Today, Canadians are mediating their disputes in record numbers. One partial explanation for this phenomenon is that mediation purports to keep discussions between parties confidential, traditionally backstopped by settlement privilege. But the extent to which parties can pierce this bubble of confidentiality and use information disclosed in the course of mediation in subsequent court proceedings is an evolving issue.

The Supreme Court of Canada recognized the importance of confidentiality to the mediation process in its recent decision in Bombardier Inc v Union Carbide Canada Inc. Quoting from an article by Owen V. Gray, Justice Wagner noted that confidentiality encourages parties to engage in free and frank discussions without the worry that current or potential adversaries, including public authorities, will use their communications against them later. Equally, parties might be worried about prejudicing commercial or personal relationships.

Mediation works best when parties are assured that their discussions will remain confidential. In Union Carbide, the Court confirmed that settlement privilege—a class privilege—protects all communications exchanged by mediating parties for the purpose of settling a dispute. But other cases confirm that settlement privilege does not necessarily protect everything that might be said or done at mediation. For example, parties have tried to compel mediators to testify to prove the existence or terms of an alleged settlement.

This raises a concern: if all it takes to pierce mediation’s confidentiality bubble is a manufactured issue about the terms of settlement, parties will feel much less secure in engaging in free and frank discussions. Canadian courts have addressed this concern by recognizing a case-by-case privilege, distinct from settlement privilege, attaching to communications made in the context of mediation. This privilege applies where the four criteria of the Wigmore test are satisfied:

The communications must originate in a confidence that they will not be disclosed; The element of confidentiality must be essential to the full and satisfactory maintenance of the relation between the parties; The relation must be one which, in the opinion of the community, ought to be sedulously fostered; and The injury that would inure to the relation by the disclosure of the communications must be greater than the benefit thereby gained for the correct disposal of litigation.

In theory, this “mediation privilege” exists in parallel with other privileges and can be used to fill in any gaps left by settlement privilege. But the case law on mediation privilege is nascent, and the boundaries of this case-by-case privilege have not yet been clearly defined.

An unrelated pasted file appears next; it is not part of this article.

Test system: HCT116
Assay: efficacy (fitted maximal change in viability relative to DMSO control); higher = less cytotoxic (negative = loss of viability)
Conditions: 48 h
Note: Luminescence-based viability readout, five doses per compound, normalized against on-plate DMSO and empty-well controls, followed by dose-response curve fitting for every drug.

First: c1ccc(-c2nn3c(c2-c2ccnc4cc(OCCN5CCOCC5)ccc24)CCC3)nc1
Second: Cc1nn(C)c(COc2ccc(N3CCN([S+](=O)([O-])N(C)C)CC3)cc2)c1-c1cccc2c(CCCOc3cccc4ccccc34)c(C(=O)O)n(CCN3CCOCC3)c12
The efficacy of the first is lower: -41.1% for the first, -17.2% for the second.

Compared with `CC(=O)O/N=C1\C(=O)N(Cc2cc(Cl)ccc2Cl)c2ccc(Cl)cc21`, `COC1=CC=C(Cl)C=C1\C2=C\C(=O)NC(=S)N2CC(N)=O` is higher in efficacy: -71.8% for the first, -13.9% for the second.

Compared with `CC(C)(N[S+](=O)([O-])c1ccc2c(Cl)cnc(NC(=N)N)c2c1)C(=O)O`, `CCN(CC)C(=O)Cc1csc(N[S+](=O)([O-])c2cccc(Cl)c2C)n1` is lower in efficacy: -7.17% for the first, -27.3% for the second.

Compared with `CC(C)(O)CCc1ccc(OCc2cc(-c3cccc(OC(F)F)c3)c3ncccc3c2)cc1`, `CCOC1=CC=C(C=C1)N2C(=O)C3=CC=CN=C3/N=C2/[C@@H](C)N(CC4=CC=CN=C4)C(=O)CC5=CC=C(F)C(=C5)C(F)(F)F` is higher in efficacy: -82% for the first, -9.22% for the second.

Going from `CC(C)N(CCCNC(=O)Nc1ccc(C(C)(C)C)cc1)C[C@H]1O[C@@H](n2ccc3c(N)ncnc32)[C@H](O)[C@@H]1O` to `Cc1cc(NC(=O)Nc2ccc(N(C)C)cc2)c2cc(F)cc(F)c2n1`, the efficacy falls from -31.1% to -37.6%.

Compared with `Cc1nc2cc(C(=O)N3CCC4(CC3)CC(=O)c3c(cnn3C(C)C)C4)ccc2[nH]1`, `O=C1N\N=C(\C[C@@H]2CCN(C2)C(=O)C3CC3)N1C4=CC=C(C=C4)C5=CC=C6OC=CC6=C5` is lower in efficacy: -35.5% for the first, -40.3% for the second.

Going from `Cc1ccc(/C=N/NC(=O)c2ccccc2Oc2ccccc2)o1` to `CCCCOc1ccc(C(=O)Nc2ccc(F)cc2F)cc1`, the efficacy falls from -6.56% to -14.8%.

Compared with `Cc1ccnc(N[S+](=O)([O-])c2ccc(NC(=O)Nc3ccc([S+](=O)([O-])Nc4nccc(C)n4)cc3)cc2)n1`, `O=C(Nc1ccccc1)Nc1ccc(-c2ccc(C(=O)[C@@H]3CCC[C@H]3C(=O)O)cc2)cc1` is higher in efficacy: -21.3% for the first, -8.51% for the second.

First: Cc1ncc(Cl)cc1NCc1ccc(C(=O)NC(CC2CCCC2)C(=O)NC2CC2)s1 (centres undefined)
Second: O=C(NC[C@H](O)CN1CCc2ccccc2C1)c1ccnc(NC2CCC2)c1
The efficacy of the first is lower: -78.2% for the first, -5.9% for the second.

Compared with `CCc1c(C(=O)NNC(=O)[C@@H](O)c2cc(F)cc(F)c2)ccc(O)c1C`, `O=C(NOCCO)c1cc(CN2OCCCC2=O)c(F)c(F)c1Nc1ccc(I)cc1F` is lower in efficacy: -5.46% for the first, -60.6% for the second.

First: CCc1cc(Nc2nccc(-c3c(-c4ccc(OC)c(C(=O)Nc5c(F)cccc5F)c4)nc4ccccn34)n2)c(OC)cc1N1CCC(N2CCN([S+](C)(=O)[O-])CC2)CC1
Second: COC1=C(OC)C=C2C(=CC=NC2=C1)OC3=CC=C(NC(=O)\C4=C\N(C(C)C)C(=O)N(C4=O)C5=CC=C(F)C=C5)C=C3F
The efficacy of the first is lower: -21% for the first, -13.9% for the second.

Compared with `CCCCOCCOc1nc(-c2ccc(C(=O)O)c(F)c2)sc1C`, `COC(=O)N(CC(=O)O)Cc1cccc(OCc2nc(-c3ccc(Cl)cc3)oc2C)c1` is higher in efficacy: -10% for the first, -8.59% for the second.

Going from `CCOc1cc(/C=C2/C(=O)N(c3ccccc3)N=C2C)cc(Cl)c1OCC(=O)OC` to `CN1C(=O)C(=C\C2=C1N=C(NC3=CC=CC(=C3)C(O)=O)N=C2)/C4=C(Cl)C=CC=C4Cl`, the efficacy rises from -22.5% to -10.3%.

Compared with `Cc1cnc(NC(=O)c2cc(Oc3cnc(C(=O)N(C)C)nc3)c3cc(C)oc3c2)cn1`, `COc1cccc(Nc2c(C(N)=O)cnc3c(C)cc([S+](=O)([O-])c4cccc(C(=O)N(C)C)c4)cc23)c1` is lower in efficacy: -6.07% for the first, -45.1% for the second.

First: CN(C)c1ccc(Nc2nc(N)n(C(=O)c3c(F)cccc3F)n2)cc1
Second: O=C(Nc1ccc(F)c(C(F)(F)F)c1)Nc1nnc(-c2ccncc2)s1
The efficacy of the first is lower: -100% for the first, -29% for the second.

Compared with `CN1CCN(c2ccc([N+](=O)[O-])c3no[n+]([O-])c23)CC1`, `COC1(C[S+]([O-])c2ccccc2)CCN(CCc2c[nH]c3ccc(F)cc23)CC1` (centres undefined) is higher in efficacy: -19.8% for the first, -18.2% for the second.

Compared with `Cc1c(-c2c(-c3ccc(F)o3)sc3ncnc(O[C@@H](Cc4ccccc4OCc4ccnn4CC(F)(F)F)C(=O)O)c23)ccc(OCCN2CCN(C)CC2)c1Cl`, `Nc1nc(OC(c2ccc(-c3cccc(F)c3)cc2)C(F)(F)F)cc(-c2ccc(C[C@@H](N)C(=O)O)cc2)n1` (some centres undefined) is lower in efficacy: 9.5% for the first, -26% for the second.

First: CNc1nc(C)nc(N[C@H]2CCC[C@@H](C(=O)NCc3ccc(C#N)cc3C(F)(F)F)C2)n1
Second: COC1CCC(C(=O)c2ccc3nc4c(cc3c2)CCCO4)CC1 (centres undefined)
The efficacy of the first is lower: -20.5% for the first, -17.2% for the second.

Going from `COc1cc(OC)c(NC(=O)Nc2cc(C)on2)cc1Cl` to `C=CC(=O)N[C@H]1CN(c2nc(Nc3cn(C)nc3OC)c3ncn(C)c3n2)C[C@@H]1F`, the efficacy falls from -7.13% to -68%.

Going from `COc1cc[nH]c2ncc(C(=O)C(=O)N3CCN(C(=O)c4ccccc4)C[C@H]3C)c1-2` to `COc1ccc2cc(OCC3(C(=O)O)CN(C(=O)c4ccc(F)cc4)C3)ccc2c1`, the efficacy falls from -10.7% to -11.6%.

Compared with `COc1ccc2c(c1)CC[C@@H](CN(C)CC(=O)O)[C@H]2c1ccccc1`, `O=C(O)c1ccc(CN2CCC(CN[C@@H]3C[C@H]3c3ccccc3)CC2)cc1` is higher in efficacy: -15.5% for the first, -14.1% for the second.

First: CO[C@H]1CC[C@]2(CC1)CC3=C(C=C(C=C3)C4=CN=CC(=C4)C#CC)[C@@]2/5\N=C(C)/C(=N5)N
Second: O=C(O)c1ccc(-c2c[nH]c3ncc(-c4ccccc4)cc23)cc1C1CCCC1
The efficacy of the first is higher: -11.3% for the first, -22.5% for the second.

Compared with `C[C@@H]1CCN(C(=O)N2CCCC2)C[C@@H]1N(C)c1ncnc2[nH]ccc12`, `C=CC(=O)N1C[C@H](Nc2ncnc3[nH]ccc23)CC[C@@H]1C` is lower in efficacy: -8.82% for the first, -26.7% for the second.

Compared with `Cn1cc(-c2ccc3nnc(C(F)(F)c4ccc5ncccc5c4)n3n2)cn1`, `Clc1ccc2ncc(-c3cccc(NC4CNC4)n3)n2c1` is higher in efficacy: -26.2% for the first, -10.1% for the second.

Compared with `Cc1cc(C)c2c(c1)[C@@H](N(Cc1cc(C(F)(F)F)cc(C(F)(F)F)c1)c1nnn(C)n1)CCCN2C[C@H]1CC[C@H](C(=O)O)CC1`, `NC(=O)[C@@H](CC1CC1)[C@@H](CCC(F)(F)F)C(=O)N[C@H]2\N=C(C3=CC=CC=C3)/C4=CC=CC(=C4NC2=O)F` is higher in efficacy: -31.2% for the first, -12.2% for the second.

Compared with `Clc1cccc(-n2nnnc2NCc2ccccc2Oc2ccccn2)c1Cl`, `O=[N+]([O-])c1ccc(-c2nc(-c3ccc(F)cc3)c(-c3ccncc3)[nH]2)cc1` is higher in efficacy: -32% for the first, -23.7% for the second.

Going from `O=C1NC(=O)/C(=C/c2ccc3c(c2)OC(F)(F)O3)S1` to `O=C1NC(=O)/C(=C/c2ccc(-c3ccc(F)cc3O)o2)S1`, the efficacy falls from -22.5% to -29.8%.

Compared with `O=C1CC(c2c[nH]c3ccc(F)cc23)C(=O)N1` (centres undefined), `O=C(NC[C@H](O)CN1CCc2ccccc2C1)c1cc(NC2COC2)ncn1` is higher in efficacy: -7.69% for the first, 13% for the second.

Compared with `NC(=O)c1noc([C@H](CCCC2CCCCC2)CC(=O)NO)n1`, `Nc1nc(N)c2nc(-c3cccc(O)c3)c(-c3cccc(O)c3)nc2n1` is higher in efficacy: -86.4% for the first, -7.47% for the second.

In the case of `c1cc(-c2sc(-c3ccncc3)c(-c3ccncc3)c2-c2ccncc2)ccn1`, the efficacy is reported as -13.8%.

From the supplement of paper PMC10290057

In the leading case of Rudd v Trossacs Investments Inc, parties to litigation in Ontario reached a settlement after mediation. Subsequently, there was disagreement about whether one party had agreed to settle, and so other parties sought to compel the mediator to testify about events that took place during the mediation.

Writing for a three-judge panel, Justice Swinton of the Ontario Divisional Court concluded that the mediator could not be compelled to testify. She expressly recognized mediation privilege as distinct from settlement privilege. Applying the Wigmore test, she found that the first two Wigmore criteria were satisfied because the parties had signed a confidentiality agreement and, more generally, confidentiality is vital to mediation. She also found that there is a significant public interest in protecting confidentiality, and she could not identify any countervailing public interest that outweighed the importance of that protection. The Wigmore test was thus satisfied in the circumstances of that case.

Rudd confirms that mediation privilege exists, but it leaves important questions unanswered. Are there circumstances in which confidentiality in mediation need not be “sedulously fostered”? What types of extraordinary considerations could outweigh the public interest in protecting confidentiality? Rudd does not address these issues head on.

Union Carbide strongly endorses the need to keep mediation confidential. In fact, Justice Wagner found that the first three Wigmore criteria are “redundant” if the parties opted for a confidential dispute resolution process and signed a confidentiality agreement. If courts read Rudd and Union Carbide together for the proposition that mediation privilege presumptively applies where parties elect mediation and sign a confidentiality agreement absent an exceptional countervailing public policy interest, mediation privilege could be on the road to becoming as sanctified as settlement privilege. But, for now, disputants must await further clarification from the courts about mediation privilege’s boundaries—or at least about its application in different circumstances as this newly minted privilege continues to evolve.